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Sailor Moon and Reproductive Health

A fan of the series since 1995, Koriander runs the popular Moon Sisters fan site and studies the Sailor Moon franchise closely.


Turning Tragedy Into Triumph Over Evil

The massive Sailor Moon metaseries is the brainchild of pharmacist, author and cartoonist Naoko Takeuchi, whose senior thesis when she was studying chemistry was titled Heightened Effects of Thrombolytic Actions Due to Ultrasound.

Mixing a love of chemistry and gemology with an adoration of tokusatsu superheroes, she initially created Codename Sailor V which soon spun-off Sailor Moon in 1991.

The character of Sailor Moon/Usagi Tsukino herself is a cultural icon. Usagi is open with her crushes on males such as her future husband Mamoru and Crown Arcade's Motoki, on non-gender-conforming Haruka and just briefly on the very feminine Rei in her debut episodes and manga story. She treats her LBGTQ and Straight friends equally and always looks for the best in people. She questions everything and everyone around her and is honest with her feelings, making her an ideal hero to all.

Through Sailor Moon, Naoko Takeuchi was able to reach an audience transcending gender. With themes of female empowerment and gender neutrality, the manga and both anime series have broken down barriers, with controversial episodes even making their way into countries where women and girls are still devoid of autonomy.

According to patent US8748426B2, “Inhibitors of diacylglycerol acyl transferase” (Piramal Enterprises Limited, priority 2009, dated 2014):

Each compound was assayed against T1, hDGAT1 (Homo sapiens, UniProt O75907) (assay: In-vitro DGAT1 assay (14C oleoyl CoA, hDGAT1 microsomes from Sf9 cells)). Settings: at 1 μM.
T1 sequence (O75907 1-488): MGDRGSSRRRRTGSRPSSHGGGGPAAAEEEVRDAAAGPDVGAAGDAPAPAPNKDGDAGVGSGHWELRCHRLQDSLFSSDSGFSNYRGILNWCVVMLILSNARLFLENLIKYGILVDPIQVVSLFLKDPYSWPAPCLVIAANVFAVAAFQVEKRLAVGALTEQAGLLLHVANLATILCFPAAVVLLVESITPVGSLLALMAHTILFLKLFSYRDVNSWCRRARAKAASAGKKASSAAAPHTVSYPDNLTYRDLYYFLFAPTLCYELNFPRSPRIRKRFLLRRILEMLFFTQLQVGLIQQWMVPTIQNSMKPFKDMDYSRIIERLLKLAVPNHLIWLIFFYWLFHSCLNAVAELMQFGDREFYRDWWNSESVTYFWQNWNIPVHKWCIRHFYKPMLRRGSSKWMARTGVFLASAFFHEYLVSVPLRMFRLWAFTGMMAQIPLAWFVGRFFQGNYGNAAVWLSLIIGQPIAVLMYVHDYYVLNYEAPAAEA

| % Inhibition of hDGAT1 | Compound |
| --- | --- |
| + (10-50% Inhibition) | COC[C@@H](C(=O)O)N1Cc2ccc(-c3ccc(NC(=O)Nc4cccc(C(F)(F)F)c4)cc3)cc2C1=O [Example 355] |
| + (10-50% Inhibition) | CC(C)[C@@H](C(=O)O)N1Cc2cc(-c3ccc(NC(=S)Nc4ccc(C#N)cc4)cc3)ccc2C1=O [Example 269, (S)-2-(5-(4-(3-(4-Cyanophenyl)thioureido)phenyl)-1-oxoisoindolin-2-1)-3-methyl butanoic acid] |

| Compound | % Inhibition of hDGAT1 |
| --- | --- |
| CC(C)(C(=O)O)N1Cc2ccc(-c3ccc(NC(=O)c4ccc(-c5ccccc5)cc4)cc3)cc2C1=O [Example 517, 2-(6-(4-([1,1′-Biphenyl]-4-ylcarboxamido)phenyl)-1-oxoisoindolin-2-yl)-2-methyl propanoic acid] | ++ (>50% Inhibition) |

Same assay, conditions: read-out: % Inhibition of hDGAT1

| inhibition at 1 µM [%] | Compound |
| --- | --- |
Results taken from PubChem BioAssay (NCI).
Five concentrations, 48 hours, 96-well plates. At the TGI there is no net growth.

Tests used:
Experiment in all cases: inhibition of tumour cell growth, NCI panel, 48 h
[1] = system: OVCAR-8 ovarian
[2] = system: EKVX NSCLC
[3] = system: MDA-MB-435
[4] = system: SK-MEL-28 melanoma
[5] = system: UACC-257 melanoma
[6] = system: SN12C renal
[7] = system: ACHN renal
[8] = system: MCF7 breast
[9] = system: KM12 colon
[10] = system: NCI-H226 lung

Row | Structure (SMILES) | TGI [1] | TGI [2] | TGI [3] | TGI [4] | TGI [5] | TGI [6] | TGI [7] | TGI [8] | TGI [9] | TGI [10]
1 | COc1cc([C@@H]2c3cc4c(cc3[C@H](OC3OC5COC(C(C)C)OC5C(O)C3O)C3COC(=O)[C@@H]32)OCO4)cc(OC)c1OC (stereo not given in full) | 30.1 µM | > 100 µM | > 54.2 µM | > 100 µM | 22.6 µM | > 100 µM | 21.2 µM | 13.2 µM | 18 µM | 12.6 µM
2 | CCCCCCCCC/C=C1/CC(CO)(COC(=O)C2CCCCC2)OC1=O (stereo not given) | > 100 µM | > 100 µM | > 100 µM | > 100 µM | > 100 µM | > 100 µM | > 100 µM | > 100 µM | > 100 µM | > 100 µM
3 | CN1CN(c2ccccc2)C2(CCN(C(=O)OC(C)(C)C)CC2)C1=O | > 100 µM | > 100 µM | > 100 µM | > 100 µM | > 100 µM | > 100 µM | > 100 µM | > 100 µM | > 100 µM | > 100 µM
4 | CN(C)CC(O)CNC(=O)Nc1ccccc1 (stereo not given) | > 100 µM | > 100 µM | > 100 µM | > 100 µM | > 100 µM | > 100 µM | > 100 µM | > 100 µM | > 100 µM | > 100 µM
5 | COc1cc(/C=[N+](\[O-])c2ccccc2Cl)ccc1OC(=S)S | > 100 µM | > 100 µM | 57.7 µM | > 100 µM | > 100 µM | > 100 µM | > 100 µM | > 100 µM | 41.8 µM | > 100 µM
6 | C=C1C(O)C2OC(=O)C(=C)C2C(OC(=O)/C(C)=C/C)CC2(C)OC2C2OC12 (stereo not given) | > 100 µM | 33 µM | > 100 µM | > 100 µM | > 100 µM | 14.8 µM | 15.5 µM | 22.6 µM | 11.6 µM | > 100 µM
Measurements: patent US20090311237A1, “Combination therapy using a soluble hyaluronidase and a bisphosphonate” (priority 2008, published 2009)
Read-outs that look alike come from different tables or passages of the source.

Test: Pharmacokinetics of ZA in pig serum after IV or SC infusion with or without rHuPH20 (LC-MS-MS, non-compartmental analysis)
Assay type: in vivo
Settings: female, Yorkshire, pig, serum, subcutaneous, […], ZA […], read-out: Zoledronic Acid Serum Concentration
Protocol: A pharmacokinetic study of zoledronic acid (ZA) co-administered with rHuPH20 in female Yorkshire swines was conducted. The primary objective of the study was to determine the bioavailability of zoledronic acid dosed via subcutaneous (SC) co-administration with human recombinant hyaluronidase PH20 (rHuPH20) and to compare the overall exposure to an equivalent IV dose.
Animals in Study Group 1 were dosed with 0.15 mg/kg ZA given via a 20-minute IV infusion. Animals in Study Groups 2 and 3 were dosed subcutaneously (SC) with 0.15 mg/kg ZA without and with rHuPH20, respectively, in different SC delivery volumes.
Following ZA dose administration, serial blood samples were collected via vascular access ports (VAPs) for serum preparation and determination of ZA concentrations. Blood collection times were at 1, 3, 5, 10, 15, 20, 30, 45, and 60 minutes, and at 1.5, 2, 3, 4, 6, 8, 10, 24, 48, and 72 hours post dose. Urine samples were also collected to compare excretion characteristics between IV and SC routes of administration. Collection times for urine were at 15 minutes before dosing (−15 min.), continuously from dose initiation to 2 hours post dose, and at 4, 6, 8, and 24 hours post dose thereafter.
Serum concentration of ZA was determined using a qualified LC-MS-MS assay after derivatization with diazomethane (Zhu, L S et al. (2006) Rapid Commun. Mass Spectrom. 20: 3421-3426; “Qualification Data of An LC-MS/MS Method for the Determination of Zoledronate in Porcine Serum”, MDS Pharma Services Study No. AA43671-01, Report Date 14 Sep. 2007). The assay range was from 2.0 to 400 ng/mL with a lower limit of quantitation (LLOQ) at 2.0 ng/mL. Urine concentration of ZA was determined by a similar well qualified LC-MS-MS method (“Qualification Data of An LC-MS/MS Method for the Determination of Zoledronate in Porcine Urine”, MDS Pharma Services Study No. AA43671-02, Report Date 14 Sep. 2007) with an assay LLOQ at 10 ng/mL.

But Takeuchi didn't stop her body positive work even when the manga ran it's final story Parallel Sailor Moon in the back of the Sailor Moon Materials Collection art book in 1999.

In the February 2001 edition of Young You magazine, Takeuchi got brave and not only told the story of losing her first pregnancy to miscarriage, but she also normalized talking about the tragedy with cute illustrations of herself as a rabbit (her "calling card" for years) and her husband, HunterXHunter and Yu Yu Hakusho creator Yoshihiro Togashi as a basset hound.

She talked openly about the car accident that caused the loss, the doctors not taking her seriously and having her wait for a few days while she was bleeding and in pain before allowing her to be admitted into the hospital, the names of the instruments used, what each moment physically felt like, the bills and even the subsequent loneliness of not only losing her first daughter, but of the staff carrying on like nothing happened and her mother Ikuko (portrayed by Usagi's mom, Ikuko Tsukino) taking Takeuchi's husband shopping and to dinner while coldly acting as though she should "get over it". She only had the comfort of an image of her childhood favorite manga Candy Candy to help her through the pain.

Cartooning a comedic comic about miscarriage and then another about childbirth and motherhood, showed the true strength of Takeuchi, and to do it in a magazine aimed at teenagers and women, helped to normalize talking about fertility, pregnancy, loss and abortion care to a generation of Millennials who had been largely sheltered and shunned from learning about their own bodies.

To do a comic strip about this subject with humor and cute drawings took the type of courage only seen in superheroes.

She later had a son and daughter.


Be Safe, In The Name Of The Moon

Sailor Moon's cute image also helped to awaken Millennials' and early Gen Z's resolve to get educated about their health.

In October of 2019, the internet lit up with pictures of a pink, heart shaped piece of tagboard, emblazoned with an SD/Chibi version of Sailor Moon and Luna on the front.

Inside was a pink condom, and in the background, a pink poster with Sailor Moon sitting on a moon could be seen, along with information from Japan's Ministry Of Health about STD's, HIV, STI's and AIDS.